7 Ways to Keep Your Kidneys Healthy

  1. Avoid or Manage Diabetes.

    Ideally, it would be great if you could avoid getting diabetes in the first place.  Sometimes this is possible by healthy eating choices, especially low sugar and moderate carbohydrate intake and maintaining a healthy weight.  But, this is not always possible.  If you already have diabetes or are unable to prevent it, then manage it well according to your provider’s orders.

  2. Avoid or Manage High Blood Pressure.

    The same is true about high blood pressure.  There are some risk factors that we cannot control but many more than we can.  Once again, maintaining a healthy weight or losing weight can be very beneficial, as well as regular exercise.  It also helps to eat a DASH (Dietary Approaches to Stop Hypertension) diet, which focuses on low salt, fresh fruits and vegetables, lean meats and whole grains.  Lastly, if you can’t avoid this disease, make sure you take your medications or follow other orders as directed.

  3. Seek Help for Signs of Blood Loss.

    Signs of blood loss are always a cause for concern.  Whether it’s a large amount or a little bit, it’s worth getting it checked out.  Sometimes blood loss is obvious, such as when you have a nosebleed.  But blood can also appear dark black in your bowel movements and not be as noticeable.  If you lose too much blood, your kidneys won’t get enough pressure, oxygen, and nutrients and could have problems.

  4. Stay Properly Hydrated.

    Each of us is different when it comes to how much fluid we should have throughout the day.  If you have known heart or kidney problems, you may have fluid restrictions in place.  If you are elderly, you are more prone to dehydration and may need extra fluid.  Be sure to check with your care provider for recommendations on what is best for you and then drink that much daily.  Your kidneys need to be used regularly to stay healthy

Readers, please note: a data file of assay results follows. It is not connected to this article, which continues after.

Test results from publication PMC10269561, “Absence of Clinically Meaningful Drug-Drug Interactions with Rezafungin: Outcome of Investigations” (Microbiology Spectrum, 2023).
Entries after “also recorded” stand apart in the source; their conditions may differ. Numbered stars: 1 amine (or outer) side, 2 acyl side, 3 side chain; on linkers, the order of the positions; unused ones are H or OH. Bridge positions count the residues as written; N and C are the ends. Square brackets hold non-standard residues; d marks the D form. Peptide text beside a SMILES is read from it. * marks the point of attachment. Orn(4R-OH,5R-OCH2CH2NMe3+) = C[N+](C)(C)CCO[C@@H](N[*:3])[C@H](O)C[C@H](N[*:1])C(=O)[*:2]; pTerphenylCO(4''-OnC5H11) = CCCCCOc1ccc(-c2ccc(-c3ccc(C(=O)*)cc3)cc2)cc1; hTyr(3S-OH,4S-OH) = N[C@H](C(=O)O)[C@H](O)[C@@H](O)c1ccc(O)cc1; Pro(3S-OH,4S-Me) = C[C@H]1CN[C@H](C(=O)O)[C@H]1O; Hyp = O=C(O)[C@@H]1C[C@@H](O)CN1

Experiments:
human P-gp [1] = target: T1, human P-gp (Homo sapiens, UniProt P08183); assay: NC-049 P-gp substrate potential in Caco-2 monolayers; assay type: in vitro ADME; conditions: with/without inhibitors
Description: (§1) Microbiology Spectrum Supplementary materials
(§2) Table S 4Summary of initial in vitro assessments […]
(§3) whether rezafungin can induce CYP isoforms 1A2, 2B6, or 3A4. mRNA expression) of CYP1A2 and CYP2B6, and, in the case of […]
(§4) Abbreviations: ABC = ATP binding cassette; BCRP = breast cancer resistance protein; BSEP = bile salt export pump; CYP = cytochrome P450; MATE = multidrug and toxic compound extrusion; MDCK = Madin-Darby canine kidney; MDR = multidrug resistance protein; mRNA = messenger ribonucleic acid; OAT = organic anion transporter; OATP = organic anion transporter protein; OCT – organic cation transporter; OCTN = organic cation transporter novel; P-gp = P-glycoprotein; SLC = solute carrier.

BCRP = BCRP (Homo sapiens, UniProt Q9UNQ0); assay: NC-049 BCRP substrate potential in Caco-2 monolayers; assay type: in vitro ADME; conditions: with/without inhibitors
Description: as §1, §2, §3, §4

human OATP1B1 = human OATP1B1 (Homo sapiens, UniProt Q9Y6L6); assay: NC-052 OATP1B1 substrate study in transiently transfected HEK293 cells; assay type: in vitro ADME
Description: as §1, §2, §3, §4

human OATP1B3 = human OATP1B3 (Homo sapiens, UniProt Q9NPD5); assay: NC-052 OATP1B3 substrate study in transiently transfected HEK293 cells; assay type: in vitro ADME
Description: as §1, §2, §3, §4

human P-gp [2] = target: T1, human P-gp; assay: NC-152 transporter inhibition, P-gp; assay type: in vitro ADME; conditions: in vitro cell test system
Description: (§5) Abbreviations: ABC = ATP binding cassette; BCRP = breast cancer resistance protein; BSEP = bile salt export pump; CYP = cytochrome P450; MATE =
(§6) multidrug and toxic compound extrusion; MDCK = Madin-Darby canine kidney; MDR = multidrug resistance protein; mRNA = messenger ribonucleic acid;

5. Eat a Healthy Diet.

    Eating a healthy diet is related to concerns about diabetes and high blood pressure we already mentioned.  But, it is also important to be careful about our cholesterol levels too.  High cholesterol levels can cause blockages in our blood vessels.  Blocked vessels won’t allow good blood flow to get to the kidneys, which can greatly reduce function.

  6. Use Over-the-Counter Medications Cautiously.

    You may not realize this, but NSAIDS (Non-steroidal anti-inflammatory drugs) such as ibuprofen and naproxen that are often used for pain and fever, can cause kidney damage with long-term use.  There are times when these medication are appropriate to use, just don’t treat them like candy.  Too much can be a bad thing.

  7. Limit Alcohol & Quit Smoking.

    I’m sure we have all heard this one before, stop smoking and limit your alcohol.  Smoking can damage the inside of your blood vessels and impair blood flow to the kidney.  It can also cause problems with high blood pressure.  And alcohol is a harmful chemical and when we ingest it, we force our kidneys to filter it.  The filtering process can damage the kidneys over years of abuse.  Alcohol also has the tendency to dehydrate us, which means less blood flow for our kidneys too.

Reflection Questions:

  1.  Did you learn something in this post?  If so, share it with a friend.  He or she probably doesn’t know that either.
  2.  Is there one thing that you can commit to changing today, that will help keep your kidneys safe for the future?  Please share your plans in the comment section below.


About Chronic Kidney Disease

Mayo Clinic – Acute Kidney Failure

National Kidney Foundation – Alcohol & Your Kidneys

Top 5 Jobs Kidneys Do